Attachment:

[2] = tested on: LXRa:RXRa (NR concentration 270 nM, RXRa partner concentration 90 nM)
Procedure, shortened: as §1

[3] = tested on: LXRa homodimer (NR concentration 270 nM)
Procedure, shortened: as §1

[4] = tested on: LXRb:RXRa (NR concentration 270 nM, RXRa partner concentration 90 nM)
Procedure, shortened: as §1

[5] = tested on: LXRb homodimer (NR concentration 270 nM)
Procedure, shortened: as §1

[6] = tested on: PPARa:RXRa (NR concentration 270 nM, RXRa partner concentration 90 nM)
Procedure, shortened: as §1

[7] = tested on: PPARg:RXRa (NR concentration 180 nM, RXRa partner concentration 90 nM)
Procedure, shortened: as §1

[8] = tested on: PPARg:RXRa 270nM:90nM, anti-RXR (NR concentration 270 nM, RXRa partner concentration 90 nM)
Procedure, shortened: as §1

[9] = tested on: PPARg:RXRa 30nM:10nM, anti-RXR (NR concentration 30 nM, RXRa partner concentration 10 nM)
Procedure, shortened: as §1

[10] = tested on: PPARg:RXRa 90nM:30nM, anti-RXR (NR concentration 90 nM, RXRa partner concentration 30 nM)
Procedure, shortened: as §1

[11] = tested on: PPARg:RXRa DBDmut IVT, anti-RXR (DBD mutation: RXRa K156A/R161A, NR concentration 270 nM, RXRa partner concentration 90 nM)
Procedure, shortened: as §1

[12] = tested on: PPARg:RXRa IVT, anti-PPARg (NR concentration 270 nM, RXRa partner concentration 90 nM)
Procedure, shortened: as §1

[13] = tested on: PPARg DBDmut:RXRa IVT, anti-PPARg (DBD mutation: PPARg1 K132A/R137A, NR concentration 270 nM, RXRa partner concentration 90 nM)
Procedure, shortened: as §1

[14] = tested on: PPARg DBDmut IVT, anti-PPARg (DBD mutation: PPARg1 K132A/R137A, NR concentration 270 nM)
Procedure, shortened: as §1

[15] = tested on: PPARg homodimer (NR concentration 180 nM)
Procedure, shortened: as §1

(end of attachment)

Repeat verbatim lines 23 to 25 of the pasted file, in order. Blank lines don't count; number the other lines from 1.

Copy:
[13] = tested on: PPARg DBDmut:RXRa IVT, anti-PPARg (DBD mutation: PPARg1 K132A/R137A, NR concentration 270 nM, RXRa partner concentration 90 nM)
Procedure, shortened: as §1

[14] = tested on: PPARg DBDmut IVT, anti-PPARg (DBD mutation: PPARg1 K132A/R137A, NR concentration 270 nM)